Until recently, if he wanted to study active Ebola virus, research scientist Adam Hume ’03 had to travel thousands of miles to a lab with a Biosafety Level 4 designation.
Ebola is infamously contagious and deadly, and there’s no cure. Only a dozen or so labs in the country have gained approval from the Centers for Disease Control and Prevention to house the virus for research.
In 2017, the lab where Hume works, the National Emerging Infectious Diseases Laboratories at Boston University, got such a designation. On his home turf — and wearing a bulky positive pressure suit — Hume can now do the work that might one day lead to an effective Ebola treatment.
In Sierra Leone in 2015, Adam Hume ’03 tests blood samples for Ebola using a “glovebox.”
Hume’s specialty is filoviruses, which include Ebola virus and the related Marburg virus. He primarily studies how Marburg infects Egyptian fruit bats, a species researchers suspect is a “reservoir” where the virus is naturally found. He also studies other aspects of Ebola virus replication.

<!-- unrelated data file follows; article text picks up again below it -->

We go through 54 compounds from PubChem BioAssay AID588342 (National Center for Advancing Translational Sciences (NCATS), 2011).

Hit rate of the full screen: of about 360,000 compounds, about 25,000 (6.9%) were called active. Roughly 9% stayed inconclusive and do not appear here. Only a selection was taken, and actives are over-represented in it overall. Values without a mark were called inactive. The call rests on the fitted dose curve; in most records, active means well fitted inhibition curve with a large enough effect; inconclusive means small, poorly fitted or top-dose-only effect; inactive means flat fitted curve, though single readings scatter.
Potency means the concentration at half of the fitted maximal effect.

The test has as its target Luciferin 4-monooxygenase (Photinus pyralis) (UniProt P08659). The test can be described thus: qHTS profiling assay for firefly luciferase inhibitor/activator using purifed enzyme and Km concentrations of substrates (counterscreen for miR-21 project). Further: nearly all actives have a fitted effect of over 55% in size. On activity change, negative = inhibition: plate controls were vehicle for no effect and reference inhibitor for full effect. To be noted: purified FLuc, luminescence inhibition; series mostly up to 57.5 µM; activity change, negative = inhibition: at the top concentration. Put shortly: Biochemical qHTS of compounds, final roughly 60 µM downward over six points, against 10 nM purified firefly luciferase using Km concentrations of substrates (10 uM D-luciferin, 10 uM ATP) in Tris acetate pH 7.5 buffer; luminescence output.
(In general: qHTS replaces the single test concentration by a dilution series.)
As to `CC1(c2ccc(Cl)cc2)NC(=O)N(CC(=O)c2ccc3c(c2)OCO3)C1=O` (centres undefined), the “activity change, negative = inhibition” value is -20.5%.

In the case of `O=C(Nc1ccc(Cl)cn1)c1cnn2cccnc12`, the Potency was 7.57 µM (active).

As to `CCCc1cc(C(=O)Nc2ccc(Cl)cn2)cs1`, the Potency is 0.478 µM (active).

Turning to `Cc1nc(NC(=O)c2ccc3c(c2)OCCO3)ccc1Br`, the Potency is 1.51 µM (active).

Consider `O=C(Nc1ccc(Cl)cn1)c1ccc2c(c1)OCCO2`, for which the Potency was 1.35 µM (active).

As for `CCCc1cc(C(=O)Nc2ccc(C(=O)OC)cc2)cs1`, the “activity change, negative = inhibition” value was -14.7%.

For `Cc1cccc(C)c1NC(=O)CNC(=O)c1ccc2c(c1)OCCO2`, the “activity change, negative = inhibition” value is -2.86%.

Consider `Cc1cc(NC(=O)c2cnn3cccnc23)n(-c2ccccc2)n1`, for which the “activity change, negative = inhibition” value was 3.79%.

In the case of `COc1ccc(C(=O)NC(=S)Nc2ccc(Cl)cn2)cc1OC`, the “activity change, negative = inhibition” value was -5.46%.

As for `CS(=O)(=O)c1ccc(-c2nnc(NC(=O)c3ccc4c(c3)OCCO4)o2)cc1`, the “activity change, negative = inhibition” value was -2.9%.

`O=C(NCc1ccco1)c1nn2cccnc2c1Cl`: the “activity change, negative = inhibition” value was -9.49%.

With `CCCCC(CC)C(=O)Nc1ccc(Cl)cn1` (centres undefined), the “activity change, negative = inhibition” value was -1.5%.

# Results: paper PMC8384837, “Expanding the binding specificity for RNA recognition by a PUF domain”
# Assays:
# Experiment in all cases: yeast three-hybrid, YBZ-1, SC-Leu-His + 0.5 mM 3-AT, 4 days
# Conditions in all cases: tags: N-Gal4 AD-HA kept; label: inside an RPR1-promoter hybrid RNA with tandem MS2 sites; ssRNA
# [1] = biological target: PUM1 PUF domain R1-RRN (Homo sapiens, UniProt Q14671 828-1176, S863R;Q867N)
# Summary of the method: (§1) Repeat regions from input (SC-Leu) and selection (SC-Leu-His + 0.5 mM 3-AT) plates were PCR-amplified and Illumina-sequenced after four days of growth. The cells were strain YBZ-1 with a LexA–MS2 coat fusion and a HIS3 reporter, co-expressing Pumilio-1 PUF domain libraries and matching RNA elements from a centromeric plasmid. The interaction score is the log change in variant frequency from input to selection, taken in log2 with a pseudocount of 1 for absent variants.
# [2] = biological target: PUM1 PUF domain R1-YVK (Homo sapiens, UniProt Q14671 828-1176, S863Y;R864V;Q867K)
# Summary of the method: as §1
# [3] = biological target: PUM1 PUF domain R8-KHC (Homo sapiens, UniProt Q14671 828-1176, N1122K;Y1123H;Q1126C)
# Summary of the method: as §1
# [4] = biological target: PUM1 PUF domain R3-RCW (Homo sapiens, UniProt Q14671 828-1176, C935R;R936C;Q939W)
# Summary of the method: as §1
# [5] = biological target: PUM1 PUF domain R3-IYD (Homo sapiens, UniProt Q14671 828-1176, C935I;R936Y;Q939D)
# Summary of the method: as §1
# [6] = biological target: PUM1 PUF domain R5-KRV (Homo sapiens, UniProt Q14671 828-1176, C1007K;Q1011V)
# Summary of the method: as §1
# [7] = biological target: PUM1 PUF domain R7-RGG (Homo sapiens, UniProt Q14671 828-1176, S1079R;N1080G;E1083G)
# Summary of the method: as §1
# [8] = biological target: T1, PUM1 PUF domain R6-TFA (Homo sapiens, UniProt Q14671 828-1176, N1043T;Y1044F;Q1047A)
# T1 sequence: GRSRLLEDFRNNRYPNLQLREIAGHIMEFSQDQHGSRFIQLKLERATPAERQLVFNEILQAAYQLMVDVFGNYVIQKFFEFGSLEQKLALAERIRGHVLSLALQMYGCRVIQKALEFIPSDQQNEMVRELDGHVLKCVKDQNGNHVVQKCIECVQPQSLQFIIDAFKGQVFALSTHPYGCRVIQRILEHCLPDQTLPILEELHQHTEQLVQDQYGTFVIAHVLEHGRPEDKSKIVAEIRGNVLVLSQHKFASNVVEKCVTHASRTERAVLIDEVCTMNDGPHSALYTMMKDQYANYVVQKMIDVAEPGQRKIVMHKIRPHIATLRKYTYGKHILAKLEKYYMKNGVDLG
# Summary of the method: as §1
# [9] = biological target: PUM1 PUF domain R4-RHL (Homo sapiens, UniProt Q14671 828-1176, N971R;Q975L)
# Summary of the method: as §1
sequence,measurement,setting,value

In bats infected with Marburg, the virus replicates to lower concentrations than what is found in infected humans, meaning the viruses don’t kill or sicken the bats. Once the bats fight off the infection, they’re immune. Understanding why that is could lead to duplicating bats’ response in humans.
“Figuring out how these bats are able to limit the infection might be the key to potential therapies down the line,” Hume says.
For Hume, studying filoviruses follows years of narrowing down his interests. As a biochemistry major at Bates, he initially cast a wide net, writing a senior thesis on the effects of a toxin in chickens but also taking courses in immunology and virology. Those courses bolstered Hume’s interest in infectious diseases, which he made his focus in graduate school at the University of Wisconsin–Madison.
Jackson Emanuel ’15 also discovered an interest in infectious diseases at Bates, studying the bacteria that cause Lyme disease in particular. Following a year as a Fulbright English Teaching Assistant in Poland, he joined Rocky Mountain Laboratories, which also operates a BSL4 lab.